Technology is moving along at a rapid rate: twenty years ago, SmartPhones didn’t exist (thankfully), and only five years before that I knew no one with a mobile phone at all; laptops were things I saw in Hollywood movies. Hell, thirty years ago the internet didn’t even exist in my world. But the thing is, technology isn’t moving fast enough, for me at least, and that is the conundrum I’ve found myself in, and why I haven’t taken many pictures for the last few months: I’ve started to see the problems with my technology.
I adopted the micro-four thirds system championed by Panasonic and Olympus about five years ago. Traipsing around Kyrgyzstan with my heavy Canon 7D was the last, and that wasn’t even a full-frame camera. I only took one lens with me as I hated having to lug around additional lenses. For the same space that singular camera occupied, I now carry my current Olympus and three lenses. Weight is no longer my enemy! And yet . . .
When out taking moon-shots a few days ago for the eclipse, this is where the smaller sensor doesn’t quite make it: very low light situations where noise quickly creeps in. I am waiting patiently for the upgrades to Olympus/OM Solutions but they haven’t released anything exciting for a few years. There are rumours of a new 41 megapixel micro-four thirds sensor patented by Sony in 2019, so improvements are clearly possible. For the most part though, my little camera does great, and I can swap out lenses quickly and carry all my gear without breaking my back or my bank balance.
But here are a few shots with my Olympus for the Eclipse. When the moon is in full light, you can see a nice crisp photo, the craters clearly visible. However, when you get towards the lower light red-moon, the details are less clear. A slower shutter-speed and higher ISO is needed to even capture the minimal light on offer. The two images show a good contrast: the left a 1/160th f/6.7 using a 600mm lens at ISO 200. The right was used the same lens and f-stop but vastly decreasing the speed to 0.6 seconds at booting up the ISO to 800.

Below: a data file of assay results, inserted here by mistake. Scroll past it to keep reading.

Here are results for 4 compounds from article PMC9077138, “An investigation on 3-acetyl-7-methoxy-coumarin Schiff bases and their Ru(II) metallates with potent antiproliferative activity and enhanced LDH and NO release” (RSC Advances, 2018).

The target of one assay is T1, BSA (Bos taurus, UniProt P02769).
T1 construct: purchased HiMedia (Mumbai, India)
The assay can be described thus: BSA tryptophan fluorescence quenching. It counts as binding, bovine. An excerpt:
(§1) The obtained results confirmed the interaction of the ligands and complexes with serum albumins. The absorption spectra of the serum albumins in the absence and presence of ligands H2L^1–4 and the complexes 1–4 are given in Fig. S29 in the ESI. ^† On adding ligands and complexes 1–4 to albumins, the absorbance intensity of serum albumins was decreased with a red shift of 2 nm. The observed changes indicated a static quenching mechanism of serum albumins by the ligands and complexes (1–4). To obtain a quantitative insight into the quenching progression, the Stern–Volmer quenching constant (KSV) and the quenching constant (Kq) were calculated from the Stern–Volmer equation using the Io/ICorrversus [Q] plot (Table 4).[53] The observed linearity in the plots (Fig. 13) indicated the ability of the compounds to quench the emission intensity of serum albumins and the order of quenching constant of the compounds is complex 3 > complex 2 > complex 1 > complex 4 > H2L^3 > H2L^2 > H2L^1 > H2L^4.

Geeking a little, we’re saying that the ISO had a two-stop difference (200x2 to 400 x2 to 800) and the shutter speed had a massive six-stop difference (1/160 x 2 = 1/80, 1/80x2 = 1/40, 1/40*2 = 1/20, 1/20x2 = 1/10, 1/10x2 = 1/5, 1/5x2 = 2/5 or roughly 0.4 seconds) . . . so we experienced a drop in light of 8 stops (8.5 really) from a full moon. What I could have done is change up the setting, drop shutter speed further, increase the ISO more, but the moon does blur quickly (moves faster than you think!). The alternative for my camera would be to have a 600m lens that had, instead of a f-stop of f/6.7, an f-stop of 0.36. And yup, that doesn’t exist.
Note: this blog is bought to you courtesy of my friend, Cameron, that sponsored me with the tea and biscuit sustenance necessary for the cold night moon shots :-)